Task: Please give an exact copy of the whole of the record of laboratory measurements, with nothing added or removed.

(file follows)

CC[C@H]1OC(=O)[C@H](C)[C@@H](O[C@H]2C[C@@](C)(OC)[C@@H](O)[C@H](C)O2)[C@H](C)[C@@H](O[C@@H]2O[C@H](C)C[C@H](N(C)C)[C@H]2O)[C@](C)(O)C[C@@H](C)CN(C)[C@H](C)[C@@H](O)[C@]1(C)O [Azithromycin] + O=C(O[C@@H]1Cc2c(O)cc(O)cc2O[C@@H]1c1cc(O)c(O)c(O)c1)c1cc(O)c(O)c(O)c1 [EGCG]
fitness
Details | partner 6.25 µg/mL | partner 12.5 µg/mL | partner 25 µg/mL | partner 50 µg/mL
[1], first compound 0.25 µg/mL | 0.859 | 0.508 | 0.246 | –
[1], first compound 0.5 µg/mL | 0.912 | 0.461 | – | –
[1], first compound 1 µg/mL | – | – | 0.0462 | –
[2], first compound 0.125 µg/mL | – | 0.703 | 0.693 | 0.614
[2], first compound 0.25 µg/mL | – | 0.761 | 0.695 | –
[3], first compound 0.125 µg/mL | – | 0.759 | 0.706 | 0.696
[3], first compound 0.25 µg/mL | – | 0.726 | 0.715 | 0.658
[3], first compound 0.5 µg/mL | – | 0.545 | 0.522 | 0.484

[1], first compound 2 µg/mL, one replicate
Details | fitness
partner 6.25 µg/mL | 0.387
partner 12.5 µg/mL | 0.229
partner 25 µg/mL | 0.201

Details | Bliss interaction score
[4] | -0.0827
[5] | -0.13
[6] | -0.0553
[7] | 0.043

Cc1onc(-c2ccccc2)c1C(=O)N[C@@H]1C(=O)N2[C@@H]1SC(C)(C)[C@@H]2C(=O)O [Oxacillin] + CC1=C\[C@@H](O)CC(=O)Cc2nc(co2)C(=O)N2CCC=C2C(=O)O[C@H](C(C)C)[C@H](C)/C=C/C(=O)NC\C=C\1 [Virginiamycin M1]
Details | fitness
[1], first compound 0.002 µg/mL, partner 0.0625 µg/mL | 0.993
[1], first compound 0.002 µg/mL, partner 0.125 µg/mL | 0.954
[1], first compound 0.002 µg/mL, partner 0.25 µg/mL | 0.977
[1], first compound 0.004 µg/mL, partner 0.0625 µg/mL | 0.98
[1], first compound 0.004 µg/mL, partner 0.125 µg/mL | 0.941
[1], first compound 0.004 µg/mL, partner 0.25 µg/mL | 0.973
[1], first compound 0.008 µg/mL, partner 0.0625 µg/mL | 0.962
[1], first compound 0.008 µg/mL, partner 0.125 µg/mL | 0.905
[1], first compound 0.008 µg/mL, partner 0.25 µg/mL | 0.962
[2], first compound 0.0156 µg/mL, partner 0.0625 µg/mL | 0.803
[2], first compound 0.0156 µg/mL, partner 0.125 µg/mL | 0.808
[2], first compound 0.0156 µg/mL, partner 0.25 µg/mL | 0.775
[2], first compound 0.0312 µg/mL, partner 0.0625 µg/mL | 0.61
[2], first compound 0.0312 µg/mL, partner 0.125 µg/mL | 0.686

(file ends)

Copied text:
CC[C@H]1OC(=O)[C@H](C)[C@@H](O[C@H]2C[C@@](C)(OC)[C@@H](O)[C@H](C)O2)[C@H](C)[C@@H](O[C@@H]2O[C@H](C)C[C@H](N(C)C)[C@H]2O)[C@](C)(O)C[C@@H](C)CN(C)[C@H](C)[C@@H](O)[C@]1(C)O [Azithromycin] + O=C(O[C@@H]1Cc2c(O)cc(O)cc2O[C@@H]1c1cc(O)c(O)c(O)c1)c1cc(O)c(O)c(O)c1 [EGCG]
fitness
Details | partner 6.25 µg/mL | partner 12.5 µg/mL | partner 25 µg/mL | partner 50 µg/mL
[1], first compound 0.25 µg/mL | 0.859 | 0.508 | 0.246 | –
[1], first compound 0.5 µg/mL | 0.912 | 0.461 | – | –
[1], first compound 1 µg/mL | – | – | 0.0462 | –
[2], first compound 0.125 µg/mL | – | 0.703 | 0.693 | 0.614
[2], first compound 0.25 µg/mL | – | 0.761 | 0.695 | –
[3], first compound 0.125 µg/mL | – | 0.759 | 0.706 | 0.696
[3], first compound 0.25 µg/mL | – | 0.726 | 0.715 | 0.658
[3], first compound 0.5 µg/mL | – | 0.545 | 0.522 | 0.484

[1], first compound 2 µg/mL, one replicate
Details | fitness
partner 6.25 µg/mL | 0.387
partner 12.5 µg/mL | 0.229
partner 25 µg/mL | 0.201

Details | Bliss interaction score
[4] | -0.0827
[5] | -0.13
[6] | -0.0553
[7] | 0.043

Cc1onc(-c2ccccc2)c1C(=O)N[C@@H]1C(=O)N2[C@@H]1SC(C)(C)[C@@H]2C(=O)O [Oxacillin] + CC1=C\[C@@H](O)CC(=O)Cc2nc(co2)C(=O)N2CCC=C2C(=O)O[C@H](C(C)C)[C@H](C)/C=C/C(=O)NC\C=C\1 [Virginiamycin M1]
Details | fitness
[1], first compound 0.002 µg/mL, partner 0.0625 µg/mL | 0.993
[1], first compound 0.002 µg/mL, partner 0.125 µg/mL | 0.954
[1], first compound 0.002 µg/mL, partner 0.25 µg/mL | 0.977
[1], first compound 0.004 µg/mL, partner 0.0625 µg/mL | 0.98
[1], first compound 0.004 µg/mL, partner 0.125 µg/mL | 0.941
[1], first compound 0.004 µg/mL, partner 0.25 µg/mL | 0.973
[1], first compound 0.008 µg/mL, partner 0.0625 µg/mL | 0.962
[1], first compound 0.008 µg/mL, partner 0.125 µg/mL | 0.905
[1], first compound 0.008 µg/mL, partner 0.25 µg/mL | 0.962
[2], first compound 0.0156 µg/mL, partner 0.0625 µg/mL | 0.803
[2], first compound 0.0156 µg/mL, partner 0.125 µg/mL | 0.808
[2], first compound 0.0156 µg/mL, partner 0.25 µg/mL | 0.775
[2], first compound 0.0312 µg/mL, partner 0.0625 µg/mL | 0.61
[2], first compound 0.0312 µg/mL, partner 0.125 µg/mL | 0.686